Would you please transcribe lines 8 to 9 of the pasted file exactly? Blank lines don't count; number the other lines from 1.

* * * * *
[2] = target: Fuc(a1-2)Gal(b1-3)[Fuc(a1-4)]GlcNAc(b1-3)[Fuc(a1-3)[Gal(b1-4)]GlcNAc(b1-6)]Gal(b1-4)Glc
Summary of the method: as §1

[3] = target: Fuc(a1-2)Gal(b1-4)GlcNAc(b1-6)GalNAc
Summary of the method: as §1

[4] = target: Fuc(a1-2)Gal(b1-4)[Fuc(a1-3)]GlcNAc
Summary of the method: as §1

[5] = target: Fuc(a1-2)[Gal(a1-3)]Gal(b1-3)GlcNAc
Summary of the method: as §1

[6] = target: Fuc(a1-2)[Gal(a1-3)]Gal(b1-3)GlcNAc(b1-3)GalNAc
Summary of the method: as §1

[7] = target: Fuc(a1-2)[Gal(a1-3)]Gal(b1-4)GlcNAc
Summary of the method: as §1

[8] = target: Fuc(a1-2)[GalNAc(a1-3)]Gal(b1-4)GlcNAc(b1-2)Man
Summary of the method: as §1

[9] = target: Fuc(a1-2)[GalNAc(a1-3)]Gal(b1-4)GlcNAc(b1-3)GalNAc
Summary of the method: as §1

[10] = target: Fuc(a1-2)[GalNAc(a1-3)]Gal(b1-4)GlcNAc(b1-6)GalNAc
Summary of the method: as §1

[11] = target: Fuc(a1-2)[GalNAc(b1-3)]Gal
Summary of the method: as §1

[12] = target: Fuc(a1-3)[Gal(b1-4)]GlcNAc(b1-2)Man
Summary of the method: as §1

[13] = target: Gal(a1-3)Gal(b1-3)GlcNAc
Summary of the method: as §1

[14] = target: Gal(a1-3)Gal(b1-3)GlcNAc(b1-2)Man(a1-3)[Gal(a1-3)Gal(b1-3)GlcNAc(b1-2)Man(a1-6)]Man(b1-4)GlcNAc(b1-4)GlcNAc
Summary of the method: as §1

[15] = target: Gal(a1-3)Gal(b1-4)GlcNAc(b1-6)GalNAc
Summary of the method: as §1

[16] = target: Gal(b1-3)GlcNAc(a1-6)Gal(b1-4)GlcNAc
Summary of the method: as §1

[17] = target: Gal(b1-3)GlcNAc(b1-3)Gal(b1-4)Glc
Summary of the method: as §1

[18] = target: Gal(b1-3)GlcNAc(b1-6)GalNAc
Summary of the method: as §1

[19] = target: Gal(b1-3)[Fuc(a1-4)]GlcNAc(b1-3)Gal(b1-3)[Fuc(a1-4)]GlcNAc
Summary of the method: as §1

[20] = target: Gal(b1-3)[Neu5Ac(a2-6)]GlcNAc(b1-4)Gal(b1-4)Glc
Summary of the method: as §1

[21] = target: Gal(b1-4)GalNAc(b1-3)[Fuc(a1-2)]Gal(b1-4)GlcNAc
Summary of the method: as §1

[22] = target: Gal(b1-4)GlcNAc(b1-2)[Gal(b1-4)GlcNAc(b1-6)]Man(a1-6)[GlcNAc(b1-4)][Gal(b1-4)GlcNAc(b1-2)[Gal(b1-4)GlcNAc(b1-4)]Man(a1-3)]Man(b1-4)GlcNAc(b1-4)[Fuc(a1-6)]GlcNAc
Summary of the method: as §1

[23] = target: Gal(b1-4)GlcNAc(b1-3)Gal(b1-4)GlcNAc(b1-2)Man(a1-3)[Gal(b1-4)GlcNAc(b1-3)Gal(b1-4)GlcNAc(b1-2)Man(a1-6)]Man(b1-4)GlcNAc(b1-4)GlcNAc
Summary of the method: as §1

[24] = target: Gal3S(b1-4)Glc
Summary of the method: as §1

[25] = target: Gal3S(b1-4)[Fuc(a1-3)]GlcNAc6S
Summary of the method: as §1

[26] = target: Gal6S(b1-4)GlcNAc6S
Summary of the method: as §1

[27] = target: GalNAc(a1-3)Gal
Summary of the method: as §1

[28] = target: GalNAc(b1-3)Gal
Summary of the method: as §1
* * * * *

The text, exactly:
Summary of the method: as §1

[6] = target: Fuc(a1-2)[Gal(a1-3)]Gal(b1-3)GlcNAc(b1-3)GalNAc